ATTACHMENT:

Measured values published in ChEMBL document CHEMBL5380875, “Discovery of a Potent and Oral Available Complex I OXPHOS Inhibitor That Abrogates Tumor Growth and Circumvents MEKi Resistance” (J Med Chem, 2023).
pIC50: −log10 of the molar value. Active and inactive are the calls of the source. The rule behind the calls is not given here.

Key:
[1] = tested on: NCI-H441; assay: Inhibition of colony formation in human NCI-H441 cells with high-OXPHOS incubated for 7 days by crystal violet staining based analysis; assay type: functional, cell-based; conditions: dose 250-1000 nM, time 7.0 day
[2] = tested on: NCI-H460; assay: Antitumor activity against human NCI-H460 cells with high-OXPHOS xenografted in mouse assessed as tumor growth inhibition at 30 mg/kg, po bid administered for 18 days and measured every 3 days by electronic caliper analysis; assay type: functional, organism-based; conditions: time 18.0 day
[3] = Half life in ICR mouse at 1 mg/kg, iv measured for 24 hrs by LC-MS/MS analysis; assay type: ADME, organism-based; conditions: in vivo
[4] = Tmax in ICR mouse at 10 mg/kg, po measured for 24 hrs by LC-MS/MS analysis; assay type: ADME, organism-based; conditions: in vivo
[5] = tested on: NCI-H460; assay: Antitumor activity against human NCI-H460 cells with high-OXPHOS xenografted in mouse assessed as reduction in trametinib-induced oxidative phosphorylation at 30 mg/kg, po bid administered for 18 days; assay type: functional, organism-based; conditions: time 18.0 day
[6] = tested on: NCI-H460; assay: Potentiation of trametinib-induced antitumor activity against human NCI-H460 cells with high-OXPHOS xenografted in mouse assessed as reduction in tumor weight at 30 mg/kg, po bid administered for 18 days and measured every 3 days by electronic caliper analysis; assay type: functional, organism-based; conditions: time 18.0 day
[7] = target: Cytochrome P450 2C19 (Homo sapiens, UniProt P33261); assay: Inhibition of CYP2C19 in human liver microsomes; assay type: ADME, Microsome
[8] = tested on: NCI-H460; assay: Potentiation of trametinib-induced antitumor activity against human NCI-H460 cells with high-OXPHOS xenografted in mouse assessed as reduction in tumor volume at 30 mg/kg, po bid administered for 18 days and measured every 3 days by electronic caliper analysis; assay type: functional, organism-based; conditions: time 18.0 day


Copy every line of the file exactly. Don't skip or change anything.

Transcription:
Measured values published in ChEMBL document CHEMBL5380875, “Discovery of a Potent and Oral Available Complex I OXPHOS Inhibitor That Abrogates Tumor Growth and Circumvents MEKi Resistance” (J Med Chem, 2023).
pIC50: −log10 of the molar value. Active and inactive are the calls of the source. The rule behind the calls is not given here.

Key:
[1] = tested on: NCI-H441; assay: Inhibition of colony formation in human NCI-H441 cells with high-OXPHOS incubated for 7 days by crystal violet staining based analysis; assay type: functional, cell-based; conditions: dose 250-1000 nM, time 7.0 day
[2] = tested on: NCI-H460; assay: Antitumor activity against human NCI-H460 cells with high-OXPHOS xenografted in mouse assessed as tumor growth inhibition at 30 mg/kg, po bid administered for 18 days and measured every 3 days by electronic caliper analysis; assay type: functional, organism-based; conditions: time 18.0 day
[3] = Half life in ICR mouse at 1 mg/kg, iv measured for 24 hrs by LC-MS/MS analysis; assay type: ADME, organism-based; conditions: in vivo
[4] = Tmax in ICR mouse at 10 mg/kg, po measured for 24 hrs by LC-MS/MS analysis; assay type: ADME, organism-based; conditions: in vivo
[5] = tested on: NCI-H460; assay: Antitumor activity against human NCI-H460 cells with high-OXPHOS xenografted in mouse assessed as reduction in trametinib-induced oxidative phosphorylation at 30 mg/kg, po bid administered for 18 days; assay type: functional, organism-based; conditions: time 18.0 day
[6] = tested on: NCI-H460; assay: Potentiation of trametinib-induced antitumor activity against human NCI-H460 cells with high-OXPHOS xenografted in mouse assessed as reduction in tumor weight at 30 mg/kg, po bid administered for 18 days and measured every 3 days by electronic caliper analysis; assay type: functional, organism-based; conditions: time 18.0 day
[7] = target: Cytochrome P450 2C19 (Homo sapiens, UniProt P33261); assay: Inhibition of CYP2C19 in human liver microsomes; assay type: ADME, Microsome
[8] = tested on: NCI-H460; assay: Potentiation of trametinib-induced antitumor activity against human NCI-H460 cells with high-OXPHOS xenografted in mouse assessed as reduction in tumor volume at 30 mg/kg, po bid administered for 18 days and measured every 3 days by electronic caliper analysis; assay type: functional, organism-based; conditions: time 18.0 day